The climate change talk is making people reconsider energy strategies and turn to other power sources and it looks like solar power will save the day, or the world.
- Countries in Africa are embracing renewable energy
- South Africa experienced 82 days of power cuts
- Nigeria will have the biggest photovoltaic solar farm in Africa
Many of you may wonder why the world hasn’t turn to other power sources early on. One answer is that in the past technology was not developed enough for the use of alternative energies, and oil extraction and natural gas extraction were easier solutions. Another answer is that oil and natural gas extractions are still a good choice as they are less expensive than other alternative power sources such as wind or solar power.
However, in light of recent talks on global warming, officials are starting to believe that regardless of the investment, alternative power sources technologies are worth the price. The energy they produce could cover in time the initial expenses. Moreover, this type of renewable energy has something the others don’t, which is it never ends. Both the wind and the sun are here to stay, hopefully forever, so there are no worries of these sources becoming scarce.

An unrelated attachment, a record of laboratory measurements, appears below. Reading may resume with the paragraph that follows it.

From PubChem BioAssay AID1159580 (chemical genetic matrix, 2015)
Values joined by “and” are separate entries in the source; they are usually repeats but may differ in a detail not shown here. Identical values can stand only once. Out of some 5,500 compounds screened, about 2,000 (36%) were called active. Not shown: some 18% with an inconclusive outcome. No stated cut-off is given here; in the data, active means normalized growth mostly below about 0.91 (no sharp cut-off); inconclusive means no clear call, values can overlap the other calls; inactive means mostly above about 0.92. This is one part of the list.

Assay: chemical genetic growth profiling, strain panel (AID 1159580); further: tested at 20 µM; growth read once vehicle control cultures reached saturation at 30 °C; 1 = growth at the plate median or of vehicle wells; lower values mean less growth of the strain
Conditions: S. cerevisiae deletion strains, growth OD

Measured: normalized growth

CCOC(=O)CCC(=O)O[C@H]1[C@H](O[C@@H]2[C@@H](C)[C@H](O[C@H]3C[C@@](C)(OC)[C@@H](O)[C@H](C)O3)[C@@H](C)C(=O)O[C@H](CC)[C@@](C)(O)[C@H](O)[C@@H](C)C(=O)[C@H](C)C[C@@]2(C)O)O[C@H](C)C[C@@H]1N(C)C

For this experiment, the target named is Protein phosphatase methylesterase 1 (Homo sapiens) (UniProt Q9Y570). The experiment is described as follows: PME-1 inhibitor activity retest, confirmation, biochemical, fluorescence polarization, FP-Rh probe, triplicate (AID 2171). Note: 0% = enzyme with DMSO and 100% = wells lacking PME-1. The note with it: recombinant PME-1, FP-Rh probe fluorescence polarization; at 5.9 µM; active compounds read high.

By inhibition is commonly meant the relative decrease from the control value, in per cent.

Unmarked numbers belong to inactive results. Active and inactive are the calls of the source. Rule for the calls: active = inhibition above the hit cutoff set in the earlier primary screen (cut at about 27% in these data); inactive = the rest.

For example, in South Africa wind and solar power came to the rescue this year as the nation has been dealing with power cuts that left people in the dark for 82 days in the first part of the year. However the power cuts would have lasted longer if not for renewable energy. Wind and solar power acted as emergency generators for a few days to provide electricity to the nation.
In Nigeria, one of the countries with the biggest problems in electricity supply will finally get its issues fixed thanks to renewable energy. They signed an agreement with a company named Alten that’s in the business of solar power. The company will build there a photovoltaic farm that will probably be one of the largest on the African continent.
Besides the big solar farm, the Nigerian government is trying to make solar energy available for the common man. Not everyone can put a solar panel in their courtyard or on the roof, but at least they can replace lamps and candles with solar-energy powered devices that don’t use electricity or fire which makes them both more economic and less dangerous alternatives.
Hopefully, the other nations of the world will take the example of these African countries and try to replace traditional power sources with renewable energy. Despite the fact that it may seem more expensive in the beginning, on the long run, wind and solar power can really make a difference.
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